Do You Have a Blended Family? Estate Planning is Critical for You
People with blended families have the greatest need for estate planning of any clients I see. Most people have no idea what Texas law provides for the distribution of their property if they die without a Will (intestate). With blended families, the issues can become complicated and the result may be totally different than what the deceased person might have wanted.
What Happens To Inheritance In Blended Families Without Wills
If you lack a Will, living trust, or some other form of estate planning document when you die, and have not designated a beneficiary, the assets you own at the time of your death will pass by intestacy. Intestacy means that state law (either where you live or where some types of property are located) will govern who inherits what from your estate. This may not be the way you want your property to pass. If that's the case, you should consider the benefits of having a Will made.
In Texas, in a blended family, a surviving spouse keeps his or her one-half of the community property, but the decedent's half will go to children from the deceased spouse's prior marriage, if any, not the surviving spouse if there is no Will providing otherwise.
Separate property (what you receive by gift or inheritance generally) has even more complicated rules for distribution on death where there is no Will, and depends on whether it is real property (real estate or oil and gas interests) or personal property (personal possessions, furniture, jewelry, etc.).
Usually, a person wants to leave what they own at death to the surviving spouse. If there are children by a prior marriage, this will not happen unless estate planning has been done. This can cause serious family problems.
The surviving step-parent and step-children may not be on the best of terms. Forcing them to share interests in the deceased spouse's property can lead to really sticky situations. Fights can arise over who occupies the property, who pays for expenses, whether to sell or keep the property, and like issues. If there are also children of the second marriage, the formulas for intestate inheritance are even more complicated.
In addition, a step-child does not inherit from a step-parent, without a Will providing for this, unless the step-parent adopted the stepchild. This may not be what you want, especially if you have raised the step-child as your own. If you want your step-children to inherit anything from you, you must spell this out in a Will or trust.
Here's how property passes if you do not have a Will, trust, or beneficiary designation:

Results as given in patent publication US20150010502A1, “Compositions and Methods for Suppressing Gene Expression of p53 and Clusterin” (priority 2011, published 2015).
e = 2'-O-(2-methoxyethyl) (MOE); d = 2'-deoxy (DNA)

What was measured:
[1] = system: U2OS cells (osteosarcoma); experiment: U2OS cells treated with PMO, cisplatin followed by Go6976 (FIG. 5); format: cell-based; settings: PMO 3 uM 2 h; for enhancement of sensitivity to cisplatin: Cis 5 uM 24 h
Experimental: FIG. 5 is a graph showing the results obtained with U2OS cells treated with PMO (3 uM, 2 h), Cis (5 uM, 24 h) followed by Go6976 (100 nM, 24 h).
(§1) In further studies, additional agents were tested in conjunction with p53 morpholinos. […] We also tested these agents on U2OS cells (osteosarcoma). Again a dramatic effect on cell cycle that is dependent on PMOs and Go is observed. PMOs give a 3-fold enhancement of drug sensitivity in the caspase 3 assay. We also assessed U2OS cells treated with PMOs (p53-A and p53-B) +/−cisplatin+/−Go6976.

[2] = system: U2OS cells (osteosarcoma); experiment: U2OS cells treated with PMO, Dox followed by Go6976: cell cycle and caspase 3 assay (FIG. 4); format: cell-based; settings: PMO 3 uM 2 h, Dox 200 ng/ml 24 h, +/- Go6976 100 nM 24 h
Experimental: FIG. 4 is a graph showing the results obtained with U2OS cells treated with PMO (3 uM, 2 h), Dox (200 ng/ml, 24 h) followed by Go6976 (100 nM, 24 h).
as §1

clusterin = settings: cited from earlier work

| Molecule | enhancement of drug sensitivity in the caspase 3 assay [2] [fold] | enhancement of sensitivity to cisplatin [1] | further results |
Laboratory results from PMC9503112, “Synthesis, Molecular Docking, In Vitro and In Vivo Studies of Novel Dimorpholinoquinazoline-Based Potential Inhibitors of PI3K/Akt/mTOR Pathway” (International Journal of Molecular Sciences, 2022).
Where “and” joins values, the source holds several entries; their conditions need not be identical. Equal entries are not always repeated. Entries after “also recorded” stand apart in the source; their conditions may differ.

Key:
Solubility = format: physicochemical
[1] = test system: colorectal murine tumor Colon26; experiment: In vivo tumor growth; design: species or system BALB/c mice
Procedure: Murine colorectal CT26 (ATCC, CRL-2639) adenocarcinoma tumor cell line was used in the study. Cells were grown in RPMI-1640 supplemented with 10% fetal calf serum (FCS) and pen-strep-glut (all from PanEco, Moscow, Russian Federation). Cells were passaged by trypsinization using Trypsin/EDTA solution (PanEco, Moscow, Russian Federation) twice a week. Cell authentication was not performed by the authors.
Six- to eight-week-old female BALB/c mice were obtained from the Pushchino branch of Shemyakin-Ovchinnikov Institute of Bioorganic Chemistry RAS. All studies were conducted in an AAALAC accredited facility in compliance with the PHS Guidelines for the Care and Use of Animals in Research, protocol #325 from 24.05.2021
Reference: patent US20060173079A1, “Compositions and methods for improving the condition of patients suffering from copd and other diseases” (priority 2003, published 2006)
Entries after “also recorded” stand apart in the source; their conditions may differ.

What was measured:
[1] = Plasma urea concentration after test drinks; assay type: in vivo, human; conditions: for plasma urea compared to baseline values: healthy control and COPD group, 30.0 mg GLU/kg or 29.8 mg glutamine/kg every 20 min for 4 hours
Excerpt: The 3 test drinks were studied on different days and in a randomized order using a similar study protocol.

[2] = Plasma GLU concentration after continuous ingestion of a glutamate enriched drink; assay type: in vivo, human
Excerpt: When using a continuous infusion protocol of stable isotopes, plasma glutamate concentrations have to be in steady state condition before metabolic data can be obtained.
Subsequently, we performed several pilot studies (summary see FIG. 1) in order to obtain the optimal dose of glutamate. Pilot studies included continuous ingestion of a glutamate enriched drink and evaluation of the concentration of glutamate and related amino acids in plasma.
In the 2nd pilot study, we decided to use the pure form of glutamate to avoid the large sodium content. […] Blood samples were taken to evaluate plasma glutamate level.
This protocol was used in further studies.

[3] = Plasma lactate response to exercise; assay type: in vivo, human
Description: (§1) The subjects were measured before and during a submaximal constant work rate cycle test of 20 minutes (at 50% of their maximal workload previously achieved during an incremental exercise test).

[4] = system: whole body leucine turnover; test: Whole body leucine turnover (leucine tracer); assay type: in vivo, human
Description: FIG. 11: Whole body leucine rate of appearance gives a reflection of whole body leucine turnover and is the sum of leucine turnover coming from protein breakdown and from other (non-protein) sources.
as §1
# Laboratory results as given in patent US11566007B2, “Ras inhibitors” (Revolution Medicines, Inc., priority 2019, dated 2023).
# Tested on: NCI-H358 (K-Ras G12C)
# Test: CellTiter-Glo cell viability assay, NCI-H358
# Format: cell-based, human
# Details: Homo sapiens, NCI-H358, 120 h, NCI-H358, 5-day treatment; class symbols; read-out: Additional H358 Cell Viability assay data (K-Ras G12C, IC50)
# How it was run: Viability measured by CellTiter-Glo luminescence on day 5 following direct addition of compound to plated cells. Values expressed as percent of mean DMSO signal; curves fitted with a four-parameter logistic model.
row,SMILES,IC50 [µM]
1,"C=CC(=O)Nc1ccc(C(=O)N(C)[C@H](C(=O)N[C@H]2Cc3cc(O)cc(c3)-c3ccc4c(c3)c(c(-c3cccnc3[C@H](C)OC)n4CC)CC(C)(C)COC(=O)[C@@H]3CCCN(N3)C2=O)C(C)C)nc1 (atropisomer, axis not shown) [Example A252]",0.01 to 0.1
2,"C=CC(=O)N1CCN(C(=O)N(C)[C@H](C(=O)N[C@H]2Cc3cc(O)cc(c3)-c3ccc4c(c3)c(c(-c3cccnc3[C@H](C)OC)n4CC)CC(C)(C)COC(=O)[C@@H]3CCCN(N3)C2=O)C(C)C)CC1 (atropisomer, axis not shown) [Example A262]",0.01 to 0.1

How To Provide For Your Estate To Pass As You Desire If You Have A Blended Family
Providing for everyone you love can get tricky. Most people want to provide for their second spouse as well as their children, either by a prior marriage or the current marriage. What you want may not happen, though, unless you have done the right estate planning beforehand.
If you know there are specific items, specially separate property you owned before the second marriage, that you want to go to your children from the prior marriage, you should provide for a list of those things to accompany your will.
If you owned a home or other real estate before a second marriage, you may want to allow your surviving spouse to continue to live there for life or until remarriage, but then ultimately to go to your children. These arrangements would have to be spelled out in your estate planning documents.
If you are ready to speak with an estate planning attorney about drawing up a power of attorney, please contact Adair M. Buckner today for a free consultation*.
*(The free consultation does not cover actual review of documents or giving legal advice on a specific situation.)
It was way past time to finally get our Wills completed. This was something that was extremely complicated for us, but Adair and her assistant never made us feel like we were bothering them...and we (I) bothered them...a lot! Things were explained to us in a way that we could understand easily. Extremely professional and knows her stuff!
I needed an attorney I could trust who could handle my legal concerns regarding my mother’s Living Trust. Adair Buckner firmly set things right. She was my voice when I had none and knew how to protect me in the midst of negative chaos. I recommend Adair to anyone seeking justice.
When my husband passed away, I contacted the attorney that we had used to prepare our wills but was unhappy with his attitude of indifference. I discovered Adair Buckner and all of my issues were resolved. Adair is professional, compassionate, and extremely knowledgeable. She saved me a large amount of money by processing my will in the appropriate manner to best suit my situation.
We appreciate Adair Buckner’s professional and personable service. Our legal needs were met promptly and succinctly. We would not hesitate (and do!) recommend her to our family and friends.
Adair is very professional. She cares about her clients and explains everything very well. She makes you feel like a friend.
Mrs. Buckner did a full estate plan for me. Her work was excellent, her communication was great, and the price was reasonable. I would highly recommend her for your estate planning needs.
Trying to get our LLC changed over after moving to Texas was complicated, but Adair Buckner made the process so simple! We just gave her the details, and she handled everything quickly and professionally. Thank you, Adair, for making this part of our move stress-free!
Losing my Mother and being appointed as Executor of her estate was overwhelming. Adair was very professional and personable. She handled and processed the estate with ease and kindness.